But one woman resisted leaving her house. She did not want to give up the house she had built with her own hands and that had required many sacrifices. The leader of the tyrants grabbed the woman by her braid and dragged her to the square. He pulled with so much ferocity that the braid stayed in his hands. The houses were burned and the braid of hair thrown into the flames. At that moment, a cry rang out. It came from the burning braid. Frightened, the tyrants ran away. In telling this story, the villagers add, as a kind of mystical consolation, “It was the voice of the tyrants’ sins, thus did the persecution fly off into the heavens.”
“The time and the place may be different, but cruelty does not change” say our mothers who did not rebel for nothing. It was the first day of the lifting of the curfew in Cizre. Everyone was in the streets, walking about as if each one was looking for someone, in haste and in fear. No one saw anything, as if eyes had been cauterized. Arriving in front of the destroyed door of the burnt cellar, on the stones I saw an untangled braid. When people saw it, they stopped as if in front of a sanctuary, as if on pilgrimage around a sacred object. It was if we were touching it, as if it had the power of speech, and perhaps incarnated the face of its owner, and could tell us what she had lived through. Everyone knew the reality, but no one dared speak it, even to themselves; she had burned and been reduced to ashes. One person speaking to herself whispered “may Raphael blow his trumpet now and may it be the Final Judgment.” We waited in silence. But the end of the world did not arrive.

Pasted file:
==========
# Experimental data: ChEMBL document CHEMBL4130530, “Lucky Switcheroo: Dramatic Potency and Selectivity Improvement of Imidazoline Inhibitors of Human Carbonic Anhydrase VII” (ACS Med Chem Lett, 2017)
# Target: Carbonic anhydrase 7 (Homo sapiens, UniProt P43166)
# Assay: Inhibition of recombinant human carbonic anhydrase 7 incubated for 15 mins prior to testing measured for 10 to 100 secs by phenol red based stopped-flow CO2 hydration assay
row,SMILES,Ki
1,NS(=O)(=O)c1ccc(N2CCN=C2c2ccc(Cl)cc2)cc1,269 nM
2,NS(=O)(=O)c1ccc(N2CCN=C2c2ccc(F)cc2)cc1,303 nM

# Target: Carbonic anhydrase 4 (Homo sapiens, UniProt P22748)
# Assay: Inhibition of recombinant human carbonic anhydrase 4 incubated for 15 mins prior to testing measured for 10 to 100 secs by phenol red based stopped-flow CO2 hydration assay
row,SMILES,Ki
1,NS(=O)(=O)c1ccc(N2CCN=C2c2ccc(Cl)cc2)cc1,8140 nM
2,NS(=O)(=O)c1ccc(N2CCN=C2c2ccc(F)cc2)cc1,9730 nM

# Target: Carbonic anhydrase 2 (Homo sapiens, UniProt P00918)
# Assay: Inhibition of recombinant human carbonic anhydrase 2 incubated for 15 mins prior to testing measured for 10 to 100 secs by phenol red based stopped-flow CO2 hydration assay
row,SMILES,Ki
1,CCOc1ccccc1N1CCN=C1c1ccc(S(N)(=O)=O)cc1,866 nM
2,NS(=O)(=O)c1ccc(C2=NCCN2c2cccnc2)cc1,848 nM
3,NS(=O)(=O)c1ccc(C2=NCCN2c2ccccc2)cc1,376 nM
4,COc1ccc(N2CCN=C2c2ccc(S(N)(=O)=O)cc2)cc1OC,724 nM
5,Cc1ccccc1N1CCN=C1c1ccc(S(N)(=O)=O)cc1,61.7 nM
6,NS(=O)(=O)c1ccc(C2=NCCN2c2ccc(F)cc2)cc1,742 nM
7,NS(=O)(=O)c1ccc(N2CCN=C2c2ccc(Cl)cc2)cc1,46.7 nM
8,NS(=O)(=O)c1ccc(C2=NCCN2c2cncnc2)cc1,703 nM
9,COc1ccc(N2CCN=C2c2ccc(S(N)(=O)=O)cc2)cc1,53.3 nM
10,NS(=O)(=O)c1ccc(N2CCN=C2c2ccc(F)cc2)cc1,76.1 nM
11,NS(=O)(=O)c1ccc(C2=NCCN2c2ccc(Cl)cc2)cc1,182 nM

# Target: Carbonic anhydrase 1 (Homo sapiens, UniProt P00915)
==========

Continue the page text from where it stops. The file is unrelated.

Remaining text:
And never would we know to whom belonged this braid.
If Time had a tongue with which to express how much beauty we have lost , how many unforgettable moments we have lived and pushed back into the depths of our memories…Now, in the privacy of our thoughts , they swarm up, those memories we wanted to forget, that we would not wish to relive today, the sensations that will never return.
In the chaos of living, thrown in every direction, we think we will never lose our travelling companions. Later, when stumbling against reality like against a mountain of ice, we understand that in fact, we preserve our hopes in their smiles. And that each moment is so important…
These days, experiencing this crisis of the loss of a world, as one friend said “we must take advantage of this period in order for each person to find herself again.” Far from individualism, this speaks of the return to our own reality. Thus, perhaps we will understand that camaraderie is the most precious gift we are offered.
Even separated by cliffs, we do not forget the scent of a friend’s hair, her smile, her beliefs, her limpid innocence, nor the enthusiasm of her heart.
I can almost see you telling me with a mischievous anger on your face “you have become so sentimental”. Ah, my comrade, we embrace all feelings, like Farid Farjad’s four seasons.2
I know you will return in my dreams, with your looks that transfigure sadness into smiles, until I find the braid you left behind and breathe in deeply its perfume, before letting it float down the waters of the Tigris.
Illustration: The braid of a Yezidi woman who joined the struggle after the death of her fiancé.